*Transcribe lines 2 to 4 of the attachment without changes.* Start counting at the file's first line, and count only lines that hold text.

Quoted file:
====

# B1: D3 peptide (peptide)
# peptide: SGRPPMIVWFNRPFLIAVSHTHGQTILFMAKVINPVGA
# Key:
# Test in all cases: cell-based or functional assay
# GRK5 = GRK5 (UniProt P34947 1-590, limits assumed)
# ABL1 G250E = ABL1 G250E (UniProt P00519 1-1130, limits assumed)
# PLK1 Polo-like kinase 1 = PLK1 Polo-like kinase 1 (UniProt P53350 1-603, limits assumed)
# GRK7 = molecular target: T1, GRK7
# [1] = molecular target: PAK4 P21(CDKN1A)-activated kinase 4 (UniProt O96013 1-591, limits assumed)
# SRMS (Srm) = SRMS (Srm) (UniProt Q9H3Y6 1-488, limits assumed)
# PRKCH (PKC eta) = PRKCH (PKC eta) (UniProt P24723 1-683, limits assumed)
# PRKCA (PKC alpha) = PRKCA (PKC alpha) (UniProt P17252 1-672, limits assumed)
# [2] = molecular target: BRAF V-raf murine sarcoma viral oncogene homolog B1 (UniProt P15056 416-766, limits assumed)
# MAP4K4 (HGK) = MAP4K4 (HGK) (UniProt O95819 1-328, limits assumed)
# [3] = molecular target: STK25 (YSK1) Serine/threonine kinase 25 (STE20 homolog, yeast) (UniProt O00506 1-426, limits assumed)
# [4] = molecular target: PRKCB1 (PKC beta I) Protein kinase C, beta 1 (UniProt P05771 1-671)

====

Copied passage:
# peptide: SGRPPMIVWFNRPFLIAVSHTHGQTILFMAKVINPVGA
# Key:
# Test in all cases: cell-based or functional assay